With that out of the way, we can now discuss those attacks that have you so worried. Unfortunately, in your question you failed to go into any great detail about the messages themselves, but keep in mind that alerts from a firewall are not necessarily an indication that your system is being compromised. In many cases, this is just the result of suspicious activity on the network. Most of the alerts you're getting from your firewall are probably a mix of legitimate activity and unsolicited traffic.

The only way to tell for sure is to review your firewall's logs on a regular basis for suspicious activity or a pattern in the attacks. Look for things like multiple entries from a specific IP address or what time of day an attack occurs and how often it repeats. The logs can be somewhat cryptic, but your firewall's documentation should be able to help you decipher them. If you're still confused, you should contact the vendor for additional assistance. While nothing can completely protect you, it is easier to spot potential problems by just being familiar with regular activity. The only way to do this is by regularly making observations and putting in the time. Remember, a little bit of diligence is your best protection.

Q. My brother and I are trying to configure our computers to share our Road Runner cable modem. So we went out and purchased a Netgear router and connected the network cable from the cable modem to the router's WAN port. Then we connected both of our computers to LAN ports on the router. After connecting everything, we tried running Microsoft's Network Setup Wizard. When we did this, we got an error message that said, "Cannot complete the Network setup wizard: Other computers cannot connect to the Internet through this computer." We double-checked our cable connections and everything looked right. We are both using Windows XP Professional, and my brother's computer is set up as the host. What do you think the problem could be?

A. Even though you didn't come right out and say it, your question implies that you're running Microsoft's Internet Connection Sharing (ICS) on the Windows XP host computer. When you're using a broadband router, you don't need to use Windows XP's ICS feature. ICS is necessary only when you lack a router and instead connect the Internet connection directly to a PC. You then need a separate network card in that host PC to connect to your internal LAN and the machines on it. This is what allows you to share that broadband connection. Having ICS installed and running is no doubt the cause of your problem. Disable it. To do this, just right-click on your network adapter and select "Properties," click the "Advanced" tab, and then uncheck the Internet Connection Sharing option.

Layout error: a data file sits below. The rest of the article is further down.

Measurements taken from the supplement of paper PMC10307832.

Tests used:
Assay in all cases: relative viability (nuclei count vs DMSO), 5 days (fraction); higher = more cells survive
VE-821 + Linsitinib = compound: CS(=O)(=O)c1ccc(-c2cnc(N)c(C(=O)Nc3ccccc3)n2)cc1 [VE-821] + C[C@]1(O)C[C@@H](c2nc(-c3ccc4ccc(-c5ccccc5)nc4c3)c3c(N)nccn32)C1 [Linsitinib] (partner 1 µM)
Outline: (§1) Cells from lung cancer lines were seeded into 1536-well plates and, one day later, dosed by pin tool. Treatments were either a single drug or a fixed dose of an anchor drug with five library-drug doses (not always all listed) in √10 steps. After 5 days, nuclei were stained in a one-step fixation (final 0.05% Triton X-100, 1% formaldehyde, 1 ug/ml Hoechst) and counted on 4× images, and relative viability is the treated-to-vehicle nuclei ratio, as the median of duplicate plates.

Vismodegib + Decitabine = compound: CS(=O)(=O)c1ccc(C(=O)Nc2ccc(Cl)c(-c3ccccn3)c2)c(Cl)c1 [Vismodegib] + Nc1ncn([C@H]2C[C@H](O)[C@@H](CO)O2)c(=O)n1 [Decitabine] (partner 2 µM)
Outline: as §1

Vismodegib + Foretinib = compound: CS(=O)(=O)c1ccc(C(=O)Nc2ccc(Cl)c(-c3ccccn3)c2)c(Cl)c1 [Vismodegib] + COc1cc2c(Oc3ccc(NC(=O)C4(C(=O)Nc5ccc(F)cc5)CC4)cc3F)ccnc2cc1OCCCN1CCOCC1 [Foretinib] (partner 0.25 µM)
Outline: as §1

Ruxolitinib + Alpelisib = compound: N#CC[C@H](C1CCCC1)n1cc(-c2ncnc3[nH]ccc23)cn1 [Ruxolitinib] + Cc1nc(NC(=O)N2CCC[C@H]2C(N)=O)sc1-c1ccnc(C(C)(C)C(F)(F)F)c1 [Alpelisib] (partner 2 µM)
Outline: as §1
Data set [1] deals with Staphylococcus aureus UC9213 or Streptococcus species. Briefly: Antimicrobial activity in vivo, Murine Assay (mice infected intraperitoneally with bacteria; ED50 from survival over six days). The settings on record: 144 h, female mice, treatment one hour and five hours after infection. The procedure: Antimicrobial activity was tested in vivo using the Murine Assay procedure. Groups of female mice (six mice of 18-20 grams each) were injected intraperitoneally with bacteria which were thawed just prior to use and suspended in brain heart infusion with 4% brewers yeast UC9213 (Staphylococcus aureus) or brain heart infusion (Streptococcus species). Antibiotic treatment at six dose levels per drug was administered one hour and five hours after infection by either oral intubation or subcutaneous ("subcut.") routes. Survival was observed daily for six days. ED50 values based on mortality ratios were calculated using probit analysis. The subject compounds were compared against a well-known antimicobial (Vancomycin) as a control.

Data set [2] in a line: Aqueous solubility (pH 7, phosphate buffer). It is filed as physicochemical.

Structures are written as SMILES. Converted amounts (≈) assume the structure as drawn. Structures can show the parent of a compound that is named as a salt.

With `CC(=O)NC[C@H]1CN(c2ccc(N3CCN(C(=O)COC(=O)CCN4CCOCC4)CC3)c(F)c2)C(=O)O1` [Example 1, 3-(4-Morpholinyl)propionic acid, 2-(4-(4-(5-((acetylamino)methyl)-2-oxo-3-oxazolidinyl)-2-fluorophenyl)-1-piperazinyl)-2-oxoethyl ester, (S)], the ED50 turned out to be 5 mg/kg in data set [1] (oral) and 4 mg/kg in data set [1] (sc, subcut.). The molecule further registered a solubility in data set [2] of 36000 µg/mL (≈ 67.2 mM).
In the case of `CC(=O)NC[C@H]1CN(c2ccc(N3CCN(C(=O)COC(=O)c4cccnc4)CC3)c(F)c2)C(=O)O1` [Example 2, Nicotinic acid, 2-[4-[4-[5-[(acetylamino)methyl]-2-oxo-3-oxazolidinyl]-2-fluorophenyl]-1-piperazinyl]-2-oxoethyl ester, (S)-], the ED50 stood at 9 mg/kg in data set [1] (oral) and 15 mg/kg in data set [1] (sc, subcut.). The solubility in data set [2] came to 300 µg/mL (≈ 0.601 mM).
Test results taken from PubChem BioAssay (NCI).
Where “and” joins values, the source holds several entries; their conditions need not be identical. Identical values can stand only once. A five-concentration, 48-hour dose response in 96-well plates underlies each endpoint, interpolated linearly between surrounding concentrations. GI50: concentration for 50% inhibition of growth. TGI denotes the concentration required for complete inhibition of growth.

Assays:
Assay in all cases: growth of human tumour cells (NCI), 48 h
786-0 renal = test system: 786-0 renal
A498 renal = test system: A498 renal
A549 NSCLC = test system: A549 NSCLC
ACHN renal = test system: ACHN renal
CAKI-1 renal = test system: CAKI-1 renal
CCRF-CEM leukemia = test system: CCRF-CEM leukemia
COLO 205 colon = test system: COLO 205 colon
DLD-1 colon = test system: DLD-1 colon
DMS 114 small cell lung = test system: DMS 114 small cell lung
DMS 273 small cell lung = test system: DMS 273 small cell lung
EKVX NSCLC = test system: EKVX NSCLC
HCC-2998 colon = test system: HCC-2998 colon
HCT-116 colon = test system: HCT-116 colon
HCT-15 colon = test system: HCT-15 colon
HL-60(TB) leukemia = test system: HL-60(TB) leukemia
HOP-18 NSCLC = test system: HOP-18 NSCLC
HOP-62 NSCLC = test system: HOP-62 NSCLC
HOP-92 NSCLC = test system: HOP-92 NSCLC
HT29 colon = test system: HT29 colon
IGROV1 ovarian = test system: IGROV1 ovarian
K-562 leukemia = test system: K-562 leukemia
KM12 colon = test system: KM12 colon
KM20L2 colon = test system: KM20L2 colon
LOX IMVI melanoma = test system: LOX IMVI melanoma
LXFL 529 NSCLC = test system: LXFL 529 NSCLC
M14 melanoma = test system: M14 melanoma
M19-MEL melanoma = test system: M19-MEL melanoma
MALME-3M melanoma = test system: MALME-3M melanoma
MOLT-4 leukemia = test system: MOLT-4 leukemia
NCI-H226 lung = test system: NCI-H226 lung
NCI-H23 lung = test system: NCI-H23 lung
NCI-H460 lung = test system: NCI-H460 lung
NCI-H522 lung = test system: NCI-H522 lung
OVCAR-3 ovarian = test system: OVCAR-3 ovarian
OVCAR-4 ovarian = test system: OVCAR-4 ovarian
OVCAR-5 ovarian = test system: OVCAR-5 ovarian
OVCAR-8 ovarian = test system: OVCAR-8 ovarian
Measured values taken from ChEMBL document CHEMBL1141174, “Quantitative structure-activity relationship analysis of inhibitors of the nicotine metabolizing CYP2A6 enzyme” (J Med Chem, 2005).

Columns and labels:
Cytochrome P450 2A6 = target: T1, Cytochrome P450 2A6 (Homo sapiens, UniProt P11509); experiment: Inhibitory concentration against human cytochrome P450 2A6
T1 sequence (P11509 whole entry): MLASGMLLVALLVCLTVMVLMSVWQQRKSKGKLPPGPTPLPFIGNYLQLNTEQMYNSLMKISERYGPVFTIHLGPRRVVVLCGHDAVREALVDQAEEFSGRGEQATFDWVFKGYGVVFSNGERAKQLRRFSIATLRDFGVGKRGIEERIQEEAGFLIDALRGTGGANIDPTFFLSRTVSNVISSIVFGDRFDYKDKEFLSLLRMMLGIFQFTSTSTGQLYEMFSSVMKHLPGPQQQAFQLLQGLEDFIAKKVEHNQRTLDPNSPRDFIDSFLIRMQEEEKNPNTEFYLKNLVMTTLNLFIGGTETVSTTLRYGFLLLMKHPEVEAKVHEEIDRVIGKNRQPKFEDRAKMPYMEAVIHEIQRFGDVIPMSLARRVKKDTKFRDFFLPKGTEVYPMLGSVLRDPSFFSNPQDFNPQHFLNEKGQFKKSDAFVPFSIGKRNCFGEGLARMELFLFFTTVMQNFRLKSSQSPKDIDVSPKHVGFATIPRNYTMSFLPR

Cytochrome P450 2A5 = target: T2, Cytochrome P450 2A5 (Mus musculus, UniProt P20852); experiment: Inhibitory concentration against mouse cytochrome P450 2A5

Once that's been done you need to make sure that both computers are set to "Obtain an IP address automatically." This will allow them to obtain an address from the router when connected to it. You might need to reboot the machines in order to have an address issued.

At this point, if you haven't done it already, you need to configure the router to work with your Internet connection. This is typically done by using a web browser to connect to the router's default IP address (it's probably 192.168.0.1 or something similar). Logon information is provided in the documentation. Most routers come with a setup wizard to make this task easier for you. Once the configuration has been completed, a reboot of the router should be all you need to get your PCs surfing. Good Luck!


Use our feedback form to submit your questions on home or SOHO networking issues. We cannot guarantee to answer every question we get, but we'll consider them all.